Saturday, September 19, 2009

So like a Republican (or any conservative)

To be frank, I both get it, and don't get it. I have refrained for the most part from blogging on the subject of the auto industry bail out. There have been a few posts, but not a lot. My livelihood depends on the domestic auto industry and so I have been restrained.
Now I'm going to say it. The attitude displayed here by the American Voting Public is just plain stupid:
"My Mustang aside, the greatest automobile in the history of the world may have been the ‘57 Chevy. It liberated the nation to see the USA in their… well, you know the rest. The common man had what the rich man had — without Eisenhower Motors.

Now GM is on the ropes thanks to decades of stupidity on a scale seldom seen outside of Congress.

Rasmussen polled the people and found the voters think the government has helped GM enough.

Rasmussen polled the people and found the voters think the government has helped GM enough."
'If GM requests more money to stay in business, only 16% now think the federal government should provide it. Sixty-one percent (61%) say no more taxpayer money should be given to the automaker,' Rasmussen reported. 'Interestingly, those who currently own GM cars are more strongly opposed to any further bailout of the company than are non-GM owners.'
"Over the years, I have owned an Oldsmobile, a Buick, a Chevy… no complaints. I just like the Mustang’s look."
'Most Americans (58%) still say Ford, the company that didn’t take a government bailout, is the Big Three automaker that has the best chance of surviving and becoming profitable again,'
(Found at Don Surber.)
I've finally condensed down to something relatively short, what the problem with the car industry in the United States has been for probably 20 years or more. Collectively the "Big Three" couldn't afford to shut down their assembly lines for 2 months. Their fixed costs included compensation to too many people not working and still getting paid. That's the short form of it. Rephrased, the US Auto industry was bankrupt a long time ago if it had to shut down the plants for 60 days.

In other industries, salaries and wages are variable costs and as draconian as it may seem, an industry could survive in hard times to pay you another day, by closing it's plants and turning out the lights. Stinks to be you if you're a wage earner, but when they opened again, you had a job. That ceased to be a strategy for the US Auto industry years ago, so they kept plants open, losing money on making cars and discounting them in slow times. Why? Because they lost more money paying people to do nothing.

I'm not prepared to argue with anyone (without wanting to explode at the same time) how it got that way. Let's just say there is blame to go around and it doesn't all settle on Auto Industry Fat Cats, the convenient location both those on the right and left like to place most of the blame. We have a new Little Three left over, and Ford's problems are the same as those of GM's and Chrysler's prior to both going bankrupt. All were losing money. 67% of the US auto industry going down the tubes with one remaining almost assures that the next time we're having this discussion (and there will be a next time), 100% of the Auto Industry (Ford) would be on the chopping block.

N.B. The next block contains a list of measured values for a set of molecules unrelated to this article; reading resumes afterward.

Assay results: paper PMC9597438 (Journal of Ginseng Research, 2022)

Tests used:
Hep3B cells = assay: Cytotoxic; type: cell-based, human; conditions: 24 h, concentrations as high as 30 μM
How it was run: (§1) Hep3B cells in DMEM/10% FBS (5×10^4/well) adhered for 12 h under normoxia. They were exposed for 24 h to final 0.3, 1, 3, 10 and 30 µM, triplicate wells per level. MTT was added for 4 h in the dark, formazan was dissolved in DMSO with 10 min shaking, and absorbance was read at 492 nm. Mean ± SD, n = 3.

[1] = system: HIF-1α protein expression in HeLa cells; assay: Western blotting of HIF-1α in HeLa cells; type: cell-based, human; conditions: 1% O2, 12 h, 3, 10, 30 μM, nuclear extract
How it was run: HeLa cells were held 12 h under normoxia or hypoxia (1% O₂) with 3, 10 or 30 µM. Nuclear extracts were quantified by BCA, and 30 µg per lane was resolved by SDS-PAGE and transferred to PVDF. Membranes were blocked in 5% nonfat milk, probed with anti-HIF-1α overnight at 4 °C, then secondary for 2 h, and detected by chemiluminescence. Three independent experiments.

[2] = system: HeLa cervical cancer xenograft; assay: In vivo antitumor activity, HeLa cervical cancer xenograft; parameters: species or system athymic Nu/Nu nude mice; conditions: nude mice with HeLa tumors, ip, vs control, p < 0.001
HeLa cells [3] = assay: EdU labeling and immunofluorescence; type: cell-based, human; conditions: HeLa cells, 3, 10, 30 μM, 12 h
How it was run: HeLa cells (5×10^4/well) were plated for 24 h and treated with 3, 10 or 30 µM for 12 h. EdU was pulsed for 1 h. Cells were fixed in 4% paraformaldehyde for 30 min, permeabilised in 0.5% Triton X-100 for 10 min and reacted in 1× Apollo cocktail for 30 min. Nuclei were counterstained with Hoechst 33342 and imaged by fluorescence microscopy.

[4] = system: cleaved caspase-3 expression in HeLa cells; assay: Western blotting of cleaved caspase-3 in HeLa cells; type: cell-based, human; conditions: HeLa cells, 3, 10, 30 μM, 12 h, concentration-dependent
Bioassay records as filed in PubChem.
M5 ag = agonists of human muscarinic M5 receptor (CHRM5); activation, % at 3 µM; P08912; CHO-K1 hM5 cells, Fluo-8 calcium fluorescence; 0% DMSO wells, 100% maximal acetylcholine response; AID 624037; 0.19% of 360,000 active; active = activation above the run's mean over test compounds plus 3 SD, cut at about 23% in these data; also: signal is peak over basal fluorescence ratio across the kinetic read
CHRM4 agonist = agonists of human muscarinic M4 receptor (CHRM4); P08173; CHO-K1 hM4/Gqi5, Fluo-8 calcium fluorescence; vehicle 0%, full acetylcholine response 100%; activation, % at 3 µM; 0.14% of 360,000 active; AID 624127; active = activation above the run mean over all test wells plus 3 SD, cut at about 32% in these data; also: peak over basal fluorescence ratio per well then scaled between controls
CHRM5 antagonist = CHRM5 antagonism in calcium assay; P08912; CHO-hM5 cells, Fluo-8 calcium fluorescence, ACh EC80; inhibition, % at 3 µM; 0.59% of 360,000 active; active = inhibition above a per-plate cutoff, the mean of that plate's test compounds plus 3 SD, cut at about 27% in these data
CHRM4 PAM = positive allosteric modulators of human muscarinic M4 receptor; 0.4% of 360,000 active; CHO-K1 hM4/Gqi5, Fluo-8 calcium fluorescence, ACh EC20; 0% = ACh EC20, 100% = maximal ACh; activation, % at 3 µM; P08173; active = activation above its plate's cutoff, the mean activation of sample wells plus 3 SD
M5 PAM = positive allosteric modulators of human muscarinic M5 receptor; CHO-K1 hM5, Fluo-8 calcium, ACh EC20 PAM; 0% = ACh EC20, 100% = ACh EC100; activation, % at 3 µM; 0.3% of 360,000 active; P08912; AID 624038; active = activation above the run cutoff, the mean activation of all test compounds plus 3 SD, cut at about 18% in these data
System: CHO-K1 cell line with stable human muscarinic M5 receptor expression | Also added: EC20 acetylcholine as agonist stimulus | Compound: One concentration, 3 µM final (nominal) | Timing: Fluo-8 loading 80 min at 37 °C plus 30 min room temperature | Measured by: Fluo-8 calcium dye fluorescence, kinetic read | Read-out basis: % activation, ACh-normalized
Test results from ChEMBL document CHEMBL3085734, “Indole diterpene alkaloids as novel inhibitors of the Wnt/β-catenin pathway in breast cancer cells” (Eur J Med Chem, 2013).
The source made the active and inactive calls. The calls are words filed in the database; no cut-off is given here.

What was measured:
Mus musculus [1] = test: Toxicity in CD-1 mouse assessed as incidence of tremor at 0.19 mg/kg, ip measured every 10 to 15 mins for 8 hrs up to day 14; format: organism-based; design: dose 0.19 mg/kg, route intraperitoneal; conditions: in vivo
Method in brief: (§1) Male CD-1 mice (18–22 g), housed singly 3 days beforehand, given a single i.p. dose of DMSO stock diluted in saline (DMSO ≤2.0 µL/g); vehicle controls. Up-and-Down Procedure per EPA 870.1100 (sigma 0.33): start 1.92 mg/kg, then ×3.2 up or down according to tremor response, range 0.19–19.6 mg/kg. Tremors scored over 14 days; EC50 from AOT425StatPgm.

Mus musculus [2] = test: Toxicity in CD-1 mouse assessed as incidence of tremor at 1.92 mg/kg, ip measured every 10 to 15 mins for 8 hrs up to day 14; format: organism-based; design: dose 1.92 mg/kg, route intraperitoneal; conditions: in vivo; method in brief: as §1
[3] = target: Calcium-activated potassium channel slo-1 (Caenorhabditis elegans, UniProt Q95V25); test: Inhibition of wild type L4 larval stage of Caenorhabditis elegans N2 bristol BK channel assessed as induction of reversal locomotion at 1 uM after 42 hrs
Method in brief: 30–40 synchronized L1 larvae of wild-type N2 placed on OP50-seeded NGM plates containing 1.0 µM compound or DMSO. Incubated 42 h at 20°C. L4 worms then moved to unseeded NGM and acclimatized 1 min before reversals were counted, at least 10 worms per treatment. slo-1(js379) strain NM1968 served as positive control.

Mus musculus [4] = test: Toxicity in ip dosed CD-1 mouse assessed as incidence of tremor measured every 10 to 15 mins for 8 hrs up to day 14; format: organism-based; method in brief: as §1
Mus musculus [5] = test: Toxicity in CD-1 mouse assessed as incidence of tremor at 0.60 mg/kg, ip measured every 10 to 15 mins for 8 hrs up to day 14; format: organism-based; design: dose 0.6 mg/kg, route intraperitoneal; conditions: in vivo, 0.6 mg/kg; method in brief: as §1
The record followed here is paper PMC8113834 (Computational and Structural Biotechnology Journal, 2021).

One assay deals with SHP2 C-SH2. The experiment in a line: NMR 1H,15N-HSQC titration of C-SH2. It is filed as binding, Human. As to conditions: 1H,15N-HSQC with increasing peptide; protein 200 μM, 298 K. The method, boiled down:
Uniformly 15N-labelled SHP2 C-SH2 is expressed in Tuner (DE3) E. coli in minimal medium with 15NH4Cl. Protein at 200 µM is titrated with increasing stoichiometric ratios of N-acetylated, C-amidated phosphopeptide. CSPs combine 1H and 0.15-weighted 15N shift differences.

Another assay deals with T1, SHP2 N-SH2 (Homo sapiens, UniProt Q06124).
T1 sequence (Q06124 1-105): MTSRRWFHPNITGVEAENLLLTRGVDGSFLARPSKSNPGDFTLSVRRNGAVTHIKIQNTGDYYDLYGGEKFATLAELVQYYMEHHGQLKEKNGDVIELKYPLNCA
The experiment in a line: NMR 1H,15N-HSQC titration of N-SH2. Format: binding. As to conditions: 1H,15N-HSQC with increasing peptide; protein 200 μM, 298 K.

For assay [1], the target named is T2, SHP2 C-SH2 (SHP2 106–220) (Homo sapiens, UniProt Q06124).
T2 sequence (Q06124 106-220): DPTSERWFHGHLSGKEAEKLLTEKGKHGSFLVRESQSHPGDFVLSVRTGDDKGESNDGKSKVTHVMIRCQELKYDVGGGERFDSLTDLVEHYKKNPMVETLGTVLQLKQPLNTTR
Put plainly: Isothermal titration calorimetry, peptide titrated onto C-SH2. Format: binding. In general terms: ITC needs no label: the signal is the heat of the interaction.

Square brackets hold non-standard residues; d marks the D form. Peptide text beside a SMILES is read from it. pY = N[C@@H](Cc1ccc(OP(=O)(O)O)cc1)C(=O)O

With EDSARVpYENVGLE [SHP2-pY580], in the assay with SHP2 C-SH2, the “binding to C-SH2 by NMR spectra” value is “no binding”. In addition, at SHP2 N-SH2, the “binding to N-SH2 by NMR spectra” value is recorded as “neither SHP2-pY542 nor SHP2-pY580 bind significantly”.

In the highly regulated environment of selling cars in the United States, emissions, safety, warranty concerns and fuel economy, the entry level costs are too high for anyone to get into the business any longer. Ask Tucker. Ask DeLorean. Essentially you have to set up shop simultaneously in 48 states and produce a product that passes the scrutiny of the Feds, several big states such as California and the insurance industry.

Are you going to buy that car if and when someone tries to do that? Probably not. It probably will not happen. Tesla is TRYING, but right now they are not making cars for ma and pa. Tesla's are expensive and custom ordered. I do not count them as automobiles in reality. You might as well say that Checker, when they made cars, was an American car company. Checker is said to have gone out of business in June of this year. Did anybody notice? By the time they went, they were so insignificant a player that not of us cared. What's left of Checker seems to be owned by the Canadian company, the "Narmco Group. Their website says they're still there, as a stamping plant.

What's my point? You don't want an America without an domestic auto industry. They are a strategic industry. Try to go to war with the country you're BUYING cars and trucks from. See how that works. I am not a trade protectionist, but if you figure you're going to take out your rage on the auto companies that took Federal help by driving them out of business through lack of patronage, you might as well put a gun to your head.

Similarly you figured you'd "show us" when you didn't like John McCain, and you put the Obama/Acorn/Democrat/Liberal gun to our heads in the last election.

How's that working out for you?

Is the satisfaction (schadenfreude) of seeing those guys get theirs enough comfort for you when you cut the rope we are all clinging to, to see them fall?

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